Japan-USA, 120 minutes, color
This is a great movie. Very impressive. Having said that, let me kvetsch a bit.
A real pity here is that Kurosawa preaches a bit too much. Again he insists technology is all wrong —
we have to get back to the oh so good pure nature lifestyle, and get rid of technology.
This he tells us in a scene full of plastic flowers, shot in Eastmancolor on a Panavision camera with a battery of lights
and the necessary blimped generator. The background is an, admittedly very idyllic, island full of water-wheels,
symbolic for the simple life, I take it. But what are water wheels but just an earlier, and not so much earlier at that, technology?
I can't keep myself from commenting that Steven Spielberg, much more superstitious and anti-scientific than Kurosawa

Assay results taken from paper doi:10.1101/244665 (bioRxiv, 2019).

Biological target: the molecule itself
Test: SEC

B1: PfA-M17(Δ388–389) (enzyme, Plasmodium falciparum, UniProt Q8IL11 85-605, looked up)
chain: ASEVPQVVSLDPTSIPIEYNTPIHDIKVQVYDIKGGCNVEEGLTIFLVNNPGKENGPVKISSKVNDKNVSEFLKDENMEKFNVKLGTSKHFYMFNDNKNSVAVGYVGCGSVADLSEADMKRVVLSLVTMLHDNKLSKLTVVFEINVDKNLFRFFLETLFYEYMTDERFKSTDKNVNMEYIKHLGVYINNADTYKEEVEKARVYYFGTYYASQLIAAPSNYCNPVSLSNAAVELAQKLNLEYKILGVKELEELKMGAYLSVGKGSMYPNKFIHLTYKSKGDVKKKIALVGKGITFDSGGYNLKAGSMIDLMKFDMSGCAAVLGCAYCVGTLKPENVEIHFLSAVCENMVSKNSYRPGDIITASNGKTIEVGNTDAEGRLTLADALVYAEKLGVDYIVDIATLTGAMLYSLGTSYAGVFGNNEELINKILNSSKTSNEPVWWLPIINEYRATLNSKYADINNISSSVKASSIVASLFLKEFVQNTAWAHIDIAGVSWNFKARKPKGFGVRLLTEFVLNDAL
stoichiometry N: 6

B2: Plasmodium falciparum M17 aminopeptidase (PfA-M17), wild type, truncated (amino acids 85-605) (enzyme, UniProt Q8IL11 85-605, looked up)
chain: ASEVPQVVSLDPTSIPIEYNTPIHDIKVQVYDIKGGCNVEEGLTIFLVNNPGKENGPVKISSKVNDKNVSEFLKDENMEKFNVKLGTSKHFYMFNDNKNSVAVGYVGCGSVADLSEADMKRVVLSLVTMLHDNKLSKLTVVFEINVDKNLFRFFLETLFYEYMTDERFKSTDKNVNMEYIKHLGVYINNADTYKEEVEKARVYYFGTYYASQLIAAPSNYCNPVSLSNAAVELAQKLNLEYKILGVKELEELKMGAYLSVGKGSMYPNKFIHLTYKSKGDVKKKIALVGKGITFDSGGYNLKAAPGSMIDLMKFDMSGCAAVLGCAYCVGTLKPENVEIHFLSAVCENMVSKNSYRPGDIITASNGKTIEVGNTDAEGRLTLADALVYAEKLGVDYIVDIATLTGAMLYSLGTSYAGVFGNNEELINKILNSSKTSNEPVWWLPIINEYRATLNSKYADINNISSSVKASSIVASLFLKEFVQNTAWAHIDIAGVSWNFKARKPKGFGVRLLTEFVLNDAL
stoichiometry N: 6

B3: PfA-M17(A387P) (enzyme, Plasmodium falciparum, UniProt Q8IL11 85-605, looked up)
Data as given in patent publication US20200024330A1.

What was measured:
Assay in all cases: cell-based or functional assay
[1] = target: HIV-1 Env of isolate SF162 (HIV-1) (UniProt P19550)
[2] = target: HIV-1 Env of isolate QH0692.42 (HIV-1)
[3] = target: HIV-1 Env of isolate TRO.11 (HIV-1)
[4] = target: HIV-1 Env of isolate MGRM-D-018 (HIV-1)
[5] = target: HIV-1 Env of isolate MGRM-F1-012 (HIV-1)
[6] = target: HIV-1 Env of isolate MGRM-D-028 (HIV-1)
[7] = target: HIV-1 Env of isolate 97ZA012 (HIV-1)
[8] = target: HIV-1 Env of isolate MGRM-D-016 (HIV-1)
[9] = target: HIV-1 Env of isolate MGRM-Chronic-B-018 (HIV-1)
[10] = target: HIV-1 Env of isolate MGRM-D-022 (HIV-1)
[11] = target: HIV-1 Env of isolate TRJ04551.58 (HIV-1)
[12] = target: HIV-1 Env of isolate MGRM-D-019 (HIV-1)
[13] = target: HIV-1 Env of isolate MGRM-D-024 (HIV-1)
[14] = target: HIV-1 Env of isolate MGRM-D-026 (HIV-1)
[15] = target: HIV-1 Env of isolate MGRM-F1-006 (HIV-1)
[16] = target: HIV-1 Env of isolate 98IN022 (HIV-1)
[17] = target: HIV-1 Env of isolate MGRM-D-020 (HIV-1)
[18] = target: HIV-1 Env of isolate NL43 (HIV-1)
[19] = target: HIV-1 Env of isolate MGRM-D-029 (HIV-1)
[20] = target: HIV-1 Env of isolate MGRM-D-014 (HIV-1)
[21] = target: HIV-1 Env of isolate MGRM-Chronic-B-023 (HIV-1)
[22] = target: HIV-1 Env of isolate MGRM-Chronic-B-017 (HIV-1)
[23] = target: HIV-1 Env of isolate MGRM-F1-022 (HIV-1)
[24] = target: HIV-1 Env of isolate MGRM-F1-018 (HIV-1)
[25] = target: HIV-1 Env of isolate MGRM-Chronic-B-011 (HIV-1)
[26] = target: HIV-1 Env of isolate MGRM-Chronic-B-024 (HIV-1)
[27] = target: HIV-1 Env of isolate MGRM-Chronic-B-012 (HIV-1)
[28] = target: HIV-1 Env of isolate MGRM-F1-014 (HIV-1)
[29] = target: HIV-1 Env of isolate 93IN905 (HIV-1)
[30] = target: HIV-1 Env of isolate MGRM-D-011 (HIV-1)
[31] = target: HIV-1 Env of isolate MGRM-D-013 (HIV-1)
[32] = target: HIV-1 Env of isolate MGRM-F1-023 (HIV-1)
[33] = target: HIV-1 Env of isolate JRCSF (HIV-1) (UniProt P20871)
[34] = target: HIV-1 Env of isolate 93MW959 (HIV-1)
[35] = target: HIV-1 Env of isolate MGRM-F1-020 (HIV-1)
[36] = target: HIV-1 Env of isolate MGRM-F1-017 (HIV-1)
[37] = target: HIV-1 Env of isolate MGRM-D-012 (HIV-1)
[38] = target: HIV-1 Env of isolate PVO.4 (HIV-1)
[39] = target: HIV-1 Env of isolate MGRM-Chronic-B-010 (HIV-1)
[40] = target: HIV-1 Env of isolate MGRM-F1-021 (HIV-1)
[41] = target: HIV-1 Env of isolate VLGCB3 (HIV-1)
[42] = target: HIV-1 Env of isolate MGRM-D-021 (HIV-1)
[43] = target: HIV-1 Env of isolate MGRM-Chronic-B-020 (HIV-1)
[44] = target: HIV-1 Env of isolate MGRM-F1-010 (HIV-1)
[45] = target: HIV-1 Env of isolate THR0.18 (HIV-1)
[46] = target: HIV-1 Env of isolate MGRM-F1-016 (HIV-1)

(who, after all is said and done, was a humanist), may have had too much influence on all this.
My favorite sequence is "The Tunnel" where someone is faced by his entire platoon from WWII, who all died and now come back,
marching in formation, to spook him with guilt feelings. Great sound! And the way he finally gets rid of them is a big laugh indeed.
Akira Kurosawa's Dreams Eight mesmerizing tableaus explore the subconscious at various stages of an elderly man's life in this visually stunning work from
the master Japanese filmmaker. A boy's meeting with the spirits of a forest, a snowbound encounter with an "angel of death,"
and a novice painter's search for Van Gogh are some of the fascinating episodes Kurosawa brings to the screen.
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